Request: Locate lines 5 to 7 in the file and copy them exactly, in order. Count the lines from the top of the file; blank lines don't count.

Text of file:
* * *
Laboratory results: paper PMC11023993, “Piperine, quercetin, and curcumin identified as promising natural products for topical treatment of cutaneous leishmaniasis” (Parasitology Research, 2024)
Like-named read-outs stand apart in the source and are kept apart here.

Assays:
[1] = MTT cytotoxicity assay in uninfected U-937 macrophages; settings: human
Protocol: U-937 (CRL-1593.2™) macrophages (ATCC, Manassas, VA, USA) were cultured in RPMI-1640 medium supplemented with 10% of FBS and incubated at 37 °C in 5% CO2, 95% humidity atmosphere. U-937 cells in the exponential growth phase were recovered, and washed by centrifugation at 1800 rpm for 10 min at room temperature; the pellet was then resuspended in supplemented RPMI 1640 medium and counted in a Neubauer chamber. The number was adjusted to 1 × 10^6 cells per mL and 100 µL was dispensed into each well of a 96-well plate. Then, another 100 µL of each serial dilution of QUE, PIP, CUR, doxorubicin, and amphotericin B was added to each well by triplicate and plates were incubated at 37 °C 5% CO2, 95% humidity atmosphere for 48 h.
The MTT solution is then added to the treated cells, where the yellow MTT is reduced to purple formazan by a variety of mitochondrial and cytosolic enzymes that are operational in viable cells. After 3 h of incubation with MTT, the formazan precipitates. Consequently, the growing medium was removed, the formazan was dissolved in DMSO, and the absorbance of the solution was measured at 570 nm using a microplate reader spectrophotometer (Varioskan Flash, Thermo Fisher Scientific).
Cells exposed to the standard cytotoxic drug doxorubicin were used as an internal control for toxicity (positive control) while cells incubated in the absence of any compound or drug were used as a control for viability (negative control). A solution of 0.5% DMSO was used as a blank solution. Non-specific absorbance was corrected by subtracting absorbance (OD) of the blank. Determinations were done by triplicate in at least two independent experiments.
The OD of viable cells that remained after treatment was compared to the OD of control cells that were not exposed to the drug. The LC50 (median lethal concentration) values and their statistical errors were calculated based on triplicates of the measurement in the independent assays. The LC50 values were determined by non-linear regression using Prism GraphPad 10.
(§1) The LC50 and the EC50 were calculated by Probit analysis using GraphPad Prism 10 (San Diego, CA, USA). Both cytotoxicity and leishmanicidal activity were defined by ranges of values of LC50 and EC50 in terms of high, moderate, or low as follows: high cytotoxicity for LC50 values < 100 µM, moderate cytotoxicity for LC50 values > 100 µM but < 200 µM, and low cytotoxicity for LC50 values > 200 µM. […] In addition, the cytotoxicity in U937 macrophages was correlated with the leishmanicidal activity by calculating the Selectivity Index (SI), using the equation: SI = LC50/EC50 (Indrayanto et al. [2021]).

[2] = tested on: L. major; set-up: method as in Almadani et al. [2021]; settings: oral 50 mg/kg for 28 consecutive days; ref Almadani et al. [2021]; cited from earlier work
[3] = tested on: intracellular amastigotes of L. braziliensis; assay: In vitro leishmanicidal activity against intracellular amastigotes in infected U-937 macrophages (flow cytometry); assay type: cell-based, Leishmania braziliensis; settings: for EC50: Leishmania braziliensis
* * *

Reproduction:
Protocol: U-937 (CRL-1593.2™) macrophages (ATCC, Manassas, VA, USA) were cultured in RPMI-1640 medium supplemented with 10% of FBS and incubated at 37 °C in 5% CO2, 95% humidity atmosphere. U-937 cells in the exponential growth phase were recovered, and washed by centrifugation at 1800 rpm for 10 min at room temperature; the pellet was then resuspended in supplemented RPMI 1640 medium and counted in a Neubauer chamber. The number was adjusted to 1 × 10^6 cells per mL and 100 µL was dispensed into each well of a 96-well plate. Then, another 100 µL of each serial dilution of QUE, PIP, CUR, doxorubicin, and amphotericin B was added to each well by triplicate and plates were incubated at 37 °C 5% CO2, 95% humidity atmosphere for 48 h.
The MTT solution is then added to the treated cells, where the yellow MTT is reduced to purple formazan by a variety of mitochondrial and cytosolic enzymes that are operational in viable cells. After 3 h of incubation with MTT, the formazan precipitates. Consequently, the growing medium was removed, the formazan was dissolved in DMSO, and the absorbance of the solution was measured at 570 nm using a microplate reader spectrophotometer (Varioskan Flash, Thermo Fisher Scientific).
Cells exposed to the standard cytotoxic drug doxorubicin were used as an internal control for toxicity (positive control) while cells incubated in the absence of any compound or drug were used as a control for viability (negative control). A solution of 0.5% DMSO was used as a blank solution. Non-specific absorbance was corrected by subtracting absorbance (OD) of the blank. Determinations were done by triplicate in at least two independent experiments.